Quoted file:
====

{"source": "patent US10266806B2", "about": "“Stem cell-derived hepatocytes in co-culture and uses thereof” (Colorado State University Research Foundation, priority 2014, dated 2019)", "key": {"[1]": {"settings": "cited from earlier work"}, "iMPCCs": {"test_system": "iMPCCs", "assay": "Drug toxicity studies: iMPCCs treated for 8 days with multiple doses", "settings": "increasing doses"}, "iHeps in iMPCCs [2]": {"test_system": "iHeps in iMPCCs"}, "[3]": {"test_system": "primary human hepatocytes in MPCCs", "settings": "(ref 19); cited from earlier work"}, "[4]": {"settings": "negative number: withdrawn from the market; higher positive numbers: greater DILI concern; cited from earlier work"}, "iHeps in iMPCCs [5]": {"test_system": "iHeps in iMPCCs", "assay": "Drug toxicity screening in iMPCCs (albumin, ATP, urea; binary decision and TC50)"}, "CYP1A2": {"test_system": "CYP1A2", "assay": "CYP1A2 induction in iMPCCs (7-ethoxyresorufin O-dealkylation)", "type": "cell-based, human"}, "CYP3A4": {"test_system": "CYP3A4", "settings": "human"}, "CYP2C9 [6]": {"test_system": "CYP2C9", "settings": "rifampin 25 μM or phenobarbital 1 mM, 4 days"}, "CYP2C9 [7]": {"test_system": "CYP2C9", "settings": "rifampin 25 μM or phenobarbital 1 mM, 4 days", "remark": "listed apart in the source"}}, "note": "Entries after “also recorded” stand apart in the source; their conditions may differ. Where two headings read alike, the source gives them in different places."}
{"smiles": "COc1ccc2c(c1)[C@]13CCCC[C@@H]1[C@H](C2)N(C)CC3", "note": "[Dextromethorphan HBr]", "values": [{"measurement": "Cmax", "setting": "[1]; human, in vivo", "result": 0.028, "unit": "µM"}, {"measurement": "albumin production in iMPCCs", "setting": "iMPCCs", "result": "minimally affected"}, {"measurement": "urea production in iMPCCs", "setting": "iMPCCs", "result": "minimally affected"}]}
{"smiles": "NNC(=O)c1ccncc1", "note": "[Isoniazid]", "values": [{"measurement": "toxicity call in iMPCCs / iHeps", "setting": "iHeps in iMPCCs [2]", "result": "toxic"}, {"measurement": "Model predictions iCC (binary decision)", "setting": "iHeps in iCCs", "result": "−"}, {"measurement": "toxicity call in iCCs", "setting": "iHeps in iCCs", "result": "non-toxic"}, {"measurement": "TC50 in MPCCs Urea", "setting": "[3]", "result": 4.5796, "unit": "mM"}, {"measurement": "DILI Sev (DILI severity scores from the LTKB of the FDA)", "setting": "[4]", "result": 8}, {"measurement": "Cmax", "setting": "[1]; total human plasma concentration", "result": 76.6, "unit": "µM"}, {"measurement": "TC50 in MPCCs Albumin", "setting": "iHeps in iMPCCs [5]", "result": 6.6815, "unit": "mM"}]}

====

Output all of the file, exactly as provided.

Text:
{"source": "patent US10266806B2", "about": "“Stem cell-derived hepatocytes in co-culture and uses thereof” (Colorado State University Research Foundation, priority 2014, dated 2019)", "key": {"[1]": {"settings": "cited from earlier work"}, "iMPCCs": {"test_system": "iMPCCs", "assay": "Drug toxicity studies: iMPCCs treated for 8 days with multiple doses", "settings": "increasing doses"}, "iHeps in iMPCCs [2]": {"test_system": "iHeps in iMPCCs"}, "[3]": {"test_system": "primary human hepatocytes in MPCCs", "settings": "(ref 19); cited from earlier work"}, "[4]": {"settings": "negative number: withdrawn from the market; higher positive numbers: greater DILI concern; cited from earlier work"}, "iHeps in iMPCCs [5]": {"test_system": "iHeps in iMPCCs", "assay": "Drug toxicity screening in iMPCCs (albumin, ATP, urea; binary decision and TC50)"}, "CYP1A2": {"test_system": "CYP1A2", "assay": "CYP1A2 induction in iMPCCs (7-ethoxyresorufin O-dealkylation)", "type": "cell-based, human"}, "CYP3A4": {"test_system": "CYP3A4", "settings": "human"}, "CYP2C9 [6]": {"test_system": "CYP2C9", "settings": "rifampin 25 μM or phenobarbital 1 mM, 4 days"}, "CYP2C9 [7]": {"test_system": "CYP2C9", "settings": "rifampin 25 μM or phenobarbital 1 mM, 4 days", "remark": "listed apart in the source"}}, "note": "Entries after “also recorded” stand apart in the source; their conditions may differ. Where two headings read alike, the source gives them in different places."}
{"smiles": "COc1ccc2c(c1)[C@]13CCCC[C@@H]1[C@H](C2)N(C)CC3", "note": "[Dextromethorphan HBr]", "values": [{"measurement": "Cmax", "setting": "[1]; human, in vivo", "result": 0.028, "unit": "µM"}, {"measurement": "albumin production in iMPCCs", "setting": "iMPCCs", "result": "minimally affected"}, {"measurement": "urea production in iMPCCs", "setting": "iMPCCs", "result": "minimally affected"}]}
{"smiles": "NNC(=O)c1ccncc1", "note": "[Isoniazid]", "values": [{"measurement": "toxicity call in iMPCCs / iHeps", "setting": "iHeps in iMPCCs [2]", "result": "toxic"}, {"measurement": "Model predictions iCC (binary decision)", "setting": "iHeps in iCCs", "result": "−"}, {"measurement": "toxicity call in iCCs", "setting": "iHeps in iCCs", "result": "non-toxic"}, {"measurement": "TC50 in MPCCs Urea", "setting": "[3]", "result": 4.5796, "unit": "mM"}, {"measurement": "DILI Sev (DILI severity scores from the LTKB of the FDA)", "setting": "[4]", "result": 8}, {"measurement": "Cmax", "setting": "[1]; total human plasma concentration", "result": 76.6, "unit": "µM"}, {"measurement": "TC50 in MPCCs Albumin", "setting": "iHeps in iMPCCs [5]", "result": 6.6815, "unit": "mM"}]}